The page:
Another cause of failure of urine flow is the inability of the patient to voluntarily cause the sphincters (constricting muscles) around the urethra to relax. Again in this case a catheter may be used. A more recent technique has been tried which consists of an implanted electrical stimulator attached to the sphincters or their afferent nerves. Powered and controlled in one of several ways, the electrical current supplied can cause sphincter relaxation. However, the system has not always proved useful over a period of time as the sphincters require increasingly large values of current and/or voltage. Finally a point may be reached when either pain or burn will occur before sphincter relaxation.

in cases of urinary incontinence in which there is continuous or intermittent involuntary voiding of urine, present management techniques include wearing of absorbent diaperlike clothing and the collection of urine in watertight bags. Unfortunately, these techniques are inconvenient to use and can cause considerable discomfort to the patient.

Reference is made to the device described in my copending application Serial No. 814,760 filed Apr. 9, 1969 which describes the use of implantable sensors for detecting body conditions in connection with implantable signal means and means for transmitting energy into the body and receiving signals from inside the body.

it is therefore an object of the present invention to provide an implantable urinary control apparatus for controlling the discharge of urine from the urinary bladder.

Another object of this invention is to provide an implantable urinary control apparatus that is capable of detecting the pressure in the urinary bladder caused by the filling of the bladder with urine.

Another object of the present invention is to provide an implantable urinary control apparatus that is capable of giving a warning when the bladder is filling with urine.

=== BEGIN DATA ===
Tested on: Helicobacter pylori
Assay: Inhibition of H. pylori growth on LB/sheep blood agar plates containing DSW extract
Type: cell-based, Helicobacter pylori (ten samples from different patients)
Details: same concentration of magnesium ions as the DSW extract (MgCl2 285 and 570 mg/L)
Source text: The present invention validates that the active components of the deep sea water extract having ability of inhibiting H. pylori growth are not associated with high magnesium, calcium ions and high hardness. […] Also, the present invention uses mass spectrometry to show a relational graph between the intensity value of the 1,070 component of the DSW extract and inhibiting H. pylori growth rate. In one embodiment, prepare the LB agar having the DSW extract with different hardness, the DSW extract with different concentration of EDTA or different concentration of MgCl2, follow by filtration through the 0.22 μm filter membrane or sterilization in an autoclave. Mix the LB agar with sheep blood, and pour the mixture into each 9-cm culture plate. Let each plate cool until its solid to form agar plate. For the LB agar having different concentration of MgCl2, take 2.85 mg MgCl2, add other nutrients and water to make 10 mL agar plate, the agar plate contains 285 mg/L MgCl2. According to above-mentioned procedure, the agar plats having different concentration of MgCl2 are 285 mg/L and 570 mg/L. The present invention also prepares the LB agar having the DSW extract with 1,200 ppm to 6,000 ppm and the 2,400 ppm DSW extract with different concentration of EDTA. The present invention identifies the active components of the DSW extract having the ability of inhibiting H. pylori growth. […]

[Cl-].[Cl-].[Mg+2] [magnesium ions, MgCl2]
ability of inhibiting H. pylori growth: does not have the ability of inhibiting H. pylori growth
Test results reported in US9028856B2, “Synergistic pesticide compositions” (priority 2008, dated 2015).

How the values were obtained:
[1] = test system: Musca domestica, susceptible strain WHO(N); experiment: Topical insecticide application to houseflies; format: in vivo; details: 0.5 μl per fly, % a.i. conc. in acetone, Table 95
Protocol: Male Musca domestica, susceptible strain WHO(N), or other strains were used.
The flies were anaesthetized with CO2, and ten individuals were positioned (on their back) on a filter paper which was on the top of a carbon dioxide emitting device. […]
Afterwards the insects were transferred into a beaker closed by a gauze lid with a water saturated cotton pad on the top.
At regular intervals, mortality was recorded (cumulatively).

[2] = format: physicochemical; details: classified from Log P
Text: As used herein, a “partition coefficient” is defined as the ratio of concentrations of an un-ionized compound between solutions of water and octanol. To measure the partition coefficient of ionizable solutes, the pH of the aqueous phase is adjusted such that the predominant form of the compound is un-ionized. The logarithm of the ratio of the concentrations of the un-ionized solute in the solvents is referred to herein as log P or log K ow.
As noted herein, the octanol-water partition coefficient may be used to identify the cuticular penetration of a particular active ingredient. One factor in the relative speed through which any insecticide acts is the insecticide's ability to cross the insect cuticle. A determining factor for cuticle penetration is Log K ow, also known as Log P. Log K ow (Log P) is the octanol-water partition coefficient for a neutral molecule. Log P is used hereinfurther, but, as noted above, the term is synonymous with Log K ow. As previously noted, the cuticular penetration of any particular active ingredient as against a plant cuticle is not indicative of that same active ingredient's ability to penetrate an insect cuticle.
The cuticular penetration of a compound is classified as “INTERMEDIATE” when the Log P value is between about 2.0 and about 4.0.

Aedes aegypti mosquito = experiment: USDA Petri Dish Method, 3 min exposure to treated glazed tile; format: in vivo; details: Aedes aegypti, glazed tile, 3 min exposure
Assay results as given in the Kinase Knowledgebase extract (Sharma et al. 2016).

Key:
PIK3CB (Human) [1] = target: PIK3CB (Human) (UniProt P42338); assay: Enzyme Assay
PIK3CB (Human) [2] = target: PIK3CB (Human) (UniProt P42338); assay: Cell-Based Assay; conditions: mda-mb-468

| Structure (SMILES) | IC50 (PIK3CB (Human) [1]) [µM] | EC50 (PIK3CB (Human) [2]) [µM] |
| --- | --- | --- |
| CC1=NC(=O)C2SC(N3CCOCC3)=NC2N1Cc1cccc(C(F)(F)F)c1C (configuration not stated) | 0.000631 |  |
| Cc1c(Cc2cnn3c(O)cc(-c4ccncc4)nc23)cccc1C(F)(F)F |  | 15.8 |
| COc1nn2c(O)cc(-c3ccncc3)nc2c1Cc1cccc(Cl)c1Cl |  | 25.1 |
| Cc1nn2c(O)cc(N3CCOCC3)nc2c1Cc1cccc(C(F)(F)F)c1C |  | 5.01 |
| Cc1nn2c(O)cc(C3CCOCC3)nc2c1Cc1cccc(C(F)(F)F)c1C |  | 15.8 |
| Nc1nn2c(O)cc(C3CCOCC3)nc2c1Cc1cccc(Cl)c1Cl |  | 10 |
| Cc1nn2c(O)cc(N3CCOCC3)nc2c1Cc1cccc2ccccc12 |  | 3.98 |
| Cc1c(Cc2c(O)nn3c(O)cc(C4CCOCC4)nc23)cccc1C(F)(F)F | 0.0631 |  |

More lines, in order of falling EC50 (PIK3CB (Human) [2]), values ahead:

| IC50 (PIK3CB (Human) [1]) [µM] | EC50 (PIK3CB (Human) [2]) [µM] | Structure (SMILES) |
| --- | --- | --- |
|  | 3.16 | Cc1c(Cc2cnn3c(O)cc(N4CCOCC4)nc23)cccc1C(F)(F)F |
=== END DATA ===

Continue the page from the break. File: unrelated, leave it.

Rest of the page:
Another object of the present invention is to provide an implantable urinary control apparatus having a pump that is capable of being powered and controlled from outside the body.

A further object of this invention is to provide a method for artificially controlling the discharge of urine from the bladder.

The present invention provides an implantable urinary control apparatus for controlling the flow of urine from the urinary bladder that includes a pump connected to the bladder for pumping urine from the bladder, and means for controlling and powering the pump. The control apparatus also provides a sensor operably connected to the bladder for detecting the pressure in the bladder caused by the filling of the bladder with urine, and an alarm unit connected to the sensor for giving warning that the bladder is filling with urine when the sensor detects the pressure due to the presence of urine in the bladder.

The present invention provides a method for artificially controlling the discharge of urine from the urinary bladder that includes implanting a pump into the body, connecting one side of the pump to the bladder, connecting the other side of the pump to a natural or artificial body outlet, and activating the pump to discharge urine from the bladder when the bladder is filling with urine. The method also includes implanting and operably connecting a sensor to the bladder for detecting the pressure in the bladder as the bladder fills with urine, and implanting and connecting an alarm unit to the sensor so that the alarm unit will give warning that the bladder is filling with urine when the sensor detects the pressure caused by the presence of urine in the bladder.

in order that the invention may be more clearly set forth and better understood, reference is made to the accompanying drawings in which:

FIG. 1 is a diagrammatic view showing typically how the invention would be implanted within the body of a human;

FlG. 2 is a diagrammatic view of an alternative embodiment of the invention implanted within the body of a human; and